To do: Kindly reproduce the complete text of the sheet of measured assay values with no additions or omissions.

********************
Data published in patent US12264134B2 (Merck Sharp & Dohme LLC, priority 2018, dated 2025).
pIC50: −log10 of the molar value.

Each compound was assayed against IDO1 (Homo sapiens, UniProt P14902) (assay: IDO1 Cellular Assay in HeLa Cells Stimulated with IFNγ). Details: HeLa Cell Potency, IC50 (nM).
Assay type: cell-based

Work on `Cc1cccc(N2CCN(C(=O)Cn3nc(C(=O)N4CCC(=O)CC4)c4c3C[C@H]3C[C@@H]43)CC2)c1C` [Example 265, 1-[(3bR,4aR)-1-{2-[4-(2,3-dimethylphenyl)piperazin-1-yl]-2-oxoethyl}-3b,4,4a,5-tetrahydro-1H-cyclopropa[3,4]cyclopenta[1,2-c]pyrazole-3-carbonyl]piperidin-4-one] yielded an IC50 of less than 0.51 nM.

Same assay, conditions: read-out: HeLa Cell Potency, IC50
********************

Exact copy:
Data published in patent US12264134B2 (Merck Sharp & Dohme LLC, priority 2018, dated 2025).
pIC50: −log10 of the molar value.

Each compound was assayed against IDO1 (Homo sapiens, UniProt P14902) (assay: IDO1 Cellular Assay in HeLa Cells Stimulated with IFNγ). Details: HeLa Cell Potency, IC50 (nM).
Assay type: cell-based

Work on `Cc1cccc(N2CCN(C(=O)Cn3nc(C(=O)N4CCC(=O)CC4)c4c3C[C@H]3C[C@@H]43)CC2)c1C` [Example 265, 1-[(3bR,4aR)-1-{2-[4-(2,3-dimethylphenyl)piperazin-1-yl]-2-oxoethyl}-3b,4,4a,5-tetrahydro-1H-cyclopropa[3,4]cyclopenta[1,2-c]pyrazole-3-carbonyl]piperidin-4-one] yielded an IC50 of less than 0.51 nM.

Same assay, conditions: read-out: HeLa Cell Potency, IC50